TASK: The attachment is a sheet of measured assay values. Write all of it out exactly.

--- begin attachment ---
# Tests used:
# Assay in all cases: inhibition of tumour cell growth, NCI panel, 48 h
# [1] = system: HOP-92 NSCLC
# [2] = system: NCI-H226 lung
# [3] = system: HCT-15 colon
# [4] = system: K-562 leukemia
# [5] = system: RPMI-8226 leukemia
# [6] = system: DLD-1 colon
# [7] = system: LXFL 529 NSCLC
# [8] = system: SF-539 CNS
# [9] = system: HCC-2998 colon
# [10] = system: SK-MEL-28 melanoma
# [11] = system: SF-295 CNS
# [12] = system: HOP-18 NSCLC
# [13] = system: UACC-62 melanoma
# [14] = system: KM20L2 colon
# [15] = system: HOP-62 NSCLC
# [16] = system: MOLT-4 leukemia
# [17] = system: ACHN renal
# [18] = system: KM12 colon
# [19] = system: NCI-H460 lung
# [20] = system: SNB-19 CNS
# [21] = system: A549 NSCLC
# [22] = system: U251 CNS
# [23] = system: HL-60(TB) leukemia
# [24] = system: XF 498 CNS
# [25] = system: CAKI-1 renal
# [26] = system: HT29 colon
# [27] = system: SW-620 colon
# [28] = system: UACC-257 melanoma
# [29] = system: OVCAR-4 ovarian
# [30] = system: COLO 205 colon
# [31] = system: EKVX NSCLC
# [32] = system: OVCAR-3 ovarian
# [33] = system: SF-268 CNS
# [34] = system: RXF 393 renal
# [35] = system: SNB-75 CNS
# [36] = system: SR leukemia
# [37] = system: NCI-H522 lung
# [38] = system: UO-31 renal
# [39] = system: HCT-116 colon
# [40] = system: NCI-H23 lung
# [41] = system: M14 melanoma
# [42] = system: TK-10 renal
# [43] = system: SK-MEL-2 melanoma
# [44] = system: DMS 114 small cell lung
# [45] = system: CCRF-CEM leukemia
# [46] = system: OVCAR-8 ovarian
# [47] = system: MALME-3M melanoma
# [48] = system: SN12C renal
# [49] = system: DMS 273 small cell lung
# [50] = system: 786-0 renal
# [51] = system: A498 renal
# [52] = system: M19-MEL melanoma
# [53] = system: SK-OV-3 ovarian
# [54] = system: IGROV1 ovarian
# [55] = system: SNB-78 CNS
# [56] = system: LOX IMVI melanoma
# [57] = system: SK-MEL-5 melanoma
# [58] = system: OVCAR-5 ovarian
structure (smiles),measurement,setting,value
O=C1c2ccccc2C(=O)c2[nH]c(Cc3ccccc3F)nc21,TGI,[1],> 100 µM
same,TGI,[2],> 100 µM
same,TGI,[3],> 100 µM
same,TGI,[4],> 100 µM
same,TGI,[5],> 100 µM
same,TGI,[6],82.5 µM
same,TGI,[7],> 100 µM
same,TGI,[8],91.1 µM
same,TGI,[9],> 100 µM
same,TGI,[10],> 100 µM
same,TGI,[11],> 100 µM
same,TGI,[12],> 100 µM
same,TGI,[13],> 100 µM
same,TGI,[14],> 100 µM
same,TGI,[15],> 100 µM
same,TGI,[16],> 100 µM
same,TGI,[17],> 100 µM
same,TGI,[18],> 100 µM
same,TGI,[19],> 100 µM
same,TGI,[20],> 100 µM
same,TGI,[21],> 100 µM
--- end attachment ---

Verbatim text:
# Tests used:
# Assay in all cases: inhibition of tumour cell growth, NCI panel, 48 h
# [1] = system: HOP-92 NSCLC
# [2] = system: NCI-H226 lung
# [3] = system: HCT-15 colon
# [4] = system: K-562 leukemia
# [5] = system: RPMI-8226 leukemia
# [6] = system: DLD-1 colon
# [7] = system: LXFL 529 NSCLC
# [8] = system: SF-539 CNS
# [9] = system: HCC-2998 colon
# [10] = system: SK-MEL-28 melanoma
# [11] = system: SF-295 CNS
# [12] = system: HOP-18 NSCLC
# [13] = system: UACC-62 melanoma
# [14] = system: KM20L2 colon
# [15] = system: HOP-62 NSCLC
# [16] = system: MOLT-4 leukemia
# [17] = system: ACHN renal
# [18] = system: KM12 colon
# [19] = system: NCI-H460 lung
# [20] = system: SNB-19 CNS
# [21] = system: A549 NSCLC
# [22] = system: U251 CNS
# [23] = system: HL-60(TB) leukemia
# [24] = system: XF 498 CNS
# [25] = system: CAKI-1 renal
# [26] = system: HT29 colon
# [27] = system: SW-620 colon
# [28] = system: UACC-257 melanoma
# [29] = system: OVCAR-4 ovarian
# [30] = system: COLO 205 colon
# [31] = system: EKVX NSCLC
# [32] = system: OVCAR-3 ovarian
# [33] = system: SF-268 CNS
# [34] = system: RXF 393 renal
# [35] = system: SNB-75 CNS
# [36] = system: SR leukemia
# [37] = system: NCI-H522 lung
# [38] = system: UO-31 renal
# [39] = system: HCT-116 colon
# [40] = system: NCI-H23 lung
# [41] = system: M14 melanoma
# [42] = system: TK-10 renal
# [43] = system: SK-MEL-2 melanoma
# [44] = system: DMS 114 small cell lung
# [45] = system: CCRF-CEM leukemia
# [46] = system: OVCAR-8 ovarian
# [47] = system: MALME-3M melanoma
# [48] = system: SN12C renal
# [49] = system: DMS 273 small cell lung
# [50] = system: 786-0 renal
# [51] = system: A498 renal
# [52] = system: M19-MEL melanoma
# [53] = system: SK-OV-3 ovarian
# [54] = system: IGROV1 ovarian
# [55] = system: SNB-78 CNS
# [56] = system: LOX IMVI melanoma
# [57] = system: SK-MEL-5 melanoma
# [58] = system: OVCAR-5 ovarian
structure (smiles),measurement,setting,value
O=C1c2ccccc2C(=O)c2[nH]c(Cc3ccccc3F)nc21,TGI,[1],> 100 µM
same,TGI,[2],> 100 µM
same,TGI,[3],> 100 µM
same,TGI,[4],> 100 µM
same,TGI,[5],> 100 µM
same,TGI,[6],82.5 µM
same,TGI,[7],> 100 µM
same,TGI,[8],91.1 µM
same,TGI,[9],> 100 µM
same,TGI,[10],> 100 µM
same,TGI,[11],> 100 µM
same,TGI,[12],> 100 µM
same,TGI,[13],> 100 µM
same,TGI,[14],> 100 µM
same,TGI,[15],> 100 µM
same,TGI,[16],> 100 µM
same,TGI,[17],> 100 µM
same,TGI,[18],> 100 µM
same,TGI,[19],> 100 µM
same,TGI,[20],> 100 µM
same,TGI,[21],> 100 µM